Cuba - investing in biotechnology to battle cancer

Cuba - investing in biotechnology to battle cancer

The Cuban government has made a substantial investment in biotechnology in a drive to battle cancer, the country's second leading cause of death, after cardiovascular disease.

The World Health Organization (WHO) estimates that 31,000 new cancer diagnoses are made in Cuba each year, and that 21,000 patients die of the disease annually.

Dr José Luis Di Fabio, the head of the WHO Country Office in Cuba, said:

"Cancer is one of the major killers in Cuba. This is partly because people live longer but also because many have adopted unhealthy lifestyles. Too many people use alcohol harmfully, eat unhealthily and use tobacco. Among men, prostate and lung cancers are the most common types of cancer, and among women breast and cervical cancer are at the top of the list."

WHO says that Cuba followed up its recommendations by setting up a "comprehensive national cancer plan" to make sure all Cubans have access to all levels of health service - from prevention, diagnosis, to palliative care.

According to Cuban health authorities, their anti-cancer plan is based on a strong primary health care system that allows patients to see their GP (general practitioner, primary care physician) regularly, so that health problems, including cancer are spotted early on during the disease.

When the primary care physician suspects cancer, the patient is referred to specialized centers for diagnosis and suitable treatment.

The Center of Molecular Immunology

WHO says Cuban scientists have made considerable progress recently in their quest for new cancer treatments, as well as tools for better diagnosis and prevention.

A vaccine for the treatment of advanced lung cancer which was developed by the Center of Molecular Immunology, Havana, Cuba, was registered by the Ministry of Health in 2008. WHO described the vaccine as "one of the biotechnology spearheads in Cuba that is focusing on cancer treatments and vaccines. A second vaccine against the same type of cancer was patented in the beginning of 2013."

Dr. Augstin Lage Davila, General Director of the Center of Molecular Immunology (CIM), said "Biotechnology is key to transforming cancer from a deadly disease into a chronic one. Our drugs make chemo and radiation therapies more effective and less toxic. This helps us to achieve our ultimate goal: a longer life and a better quality life for our patients."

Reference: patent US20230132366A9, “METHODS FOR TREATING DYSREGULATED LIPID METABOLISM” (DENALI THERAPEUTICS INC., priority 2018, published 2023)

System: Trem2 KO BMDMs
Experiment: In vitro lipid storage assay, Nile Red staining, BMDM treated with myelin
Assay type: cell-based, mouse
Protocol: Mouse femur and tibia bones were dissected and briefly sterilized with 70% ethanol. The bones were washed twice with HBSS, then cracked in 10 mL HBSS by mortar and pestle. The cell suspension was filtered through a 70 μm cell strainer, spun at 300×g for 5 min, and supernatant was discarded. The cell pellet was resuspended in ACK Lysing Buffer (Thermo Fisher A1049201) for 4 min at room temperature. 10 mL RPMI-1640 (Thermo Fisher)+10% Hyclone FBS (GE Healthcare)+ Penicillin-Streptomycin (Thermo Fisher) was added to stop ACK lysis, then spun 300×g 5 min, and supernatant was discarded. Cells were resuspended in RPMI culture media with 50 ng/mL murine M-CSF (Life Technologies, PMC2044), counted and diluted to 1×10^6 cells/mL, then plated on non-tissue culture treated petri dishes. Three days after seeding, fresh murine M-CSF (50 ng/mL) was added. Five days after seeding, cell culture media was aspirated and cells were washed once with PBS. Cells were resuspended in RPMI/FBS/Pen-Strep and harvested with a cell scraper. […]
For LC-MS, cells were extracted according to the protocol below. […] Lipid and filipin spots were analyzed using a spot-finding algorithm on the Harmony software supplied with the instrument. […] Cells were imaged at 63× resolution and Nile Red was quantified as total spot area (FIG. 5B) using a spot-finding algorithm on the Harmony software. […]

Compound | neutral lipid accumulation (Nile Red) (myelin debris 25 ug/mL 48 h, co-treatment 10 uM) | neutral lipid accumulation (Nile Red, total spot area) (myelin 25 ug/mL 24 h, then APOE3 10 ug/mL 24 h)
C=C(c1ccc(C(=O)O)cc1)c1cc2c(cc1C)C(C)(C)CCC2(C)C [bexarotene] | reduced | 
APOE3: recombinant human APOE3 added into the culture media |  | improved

The anti-cancer medication Nimotuzumab, used for the treatment of advanced tumors in the head, neck and brain, was developed by CIM. Nimotuzumab mimics human immune cells and binds to target molecules of cancer cells - it is a "monoclonal antibody".

Nimotuzumab is undergoing clinical trials in Europe and Japan. It targets a protein that causes chaotic cell division and growth.

The CMI was modeled on the current GMP (Good Manufacturing Practice) guidelines recommended by WHO and adopted by European Union countries. Research laboratories, manufacturing areas and administrative offices occupy 15,000 square meters of the two floor facility.

Approximately 800 people work at CIM, the majority of them are scientists and engineers. They are organized into three main areas: R&D, Production and QA (Quality Assurance).

Sponsoring biotechnology despite economic hardship

WHO commends the Cuban government for maintaining biotechnology research investment despite the country's current economic hardship. Over the last two decades over $1 billion have been invested in R&D (research and development).

Biotech exports have steadily increased, bringing in several hundred million dollars of income to the country.

Di Fabio said:

"More than 90 new products are currently being investigated in more than 60 clinical trials. These numbers are expected to grow. The tremendous benefit from this focus on health biotechnology is that it is producing more affordable drugs to tackle diseases that run rampant in low- and middle-income countries."

Cubans Run Through Havana To Fight Cancer (Video Medical And Professional 2018).

Section Issues On Medicine: Medical practice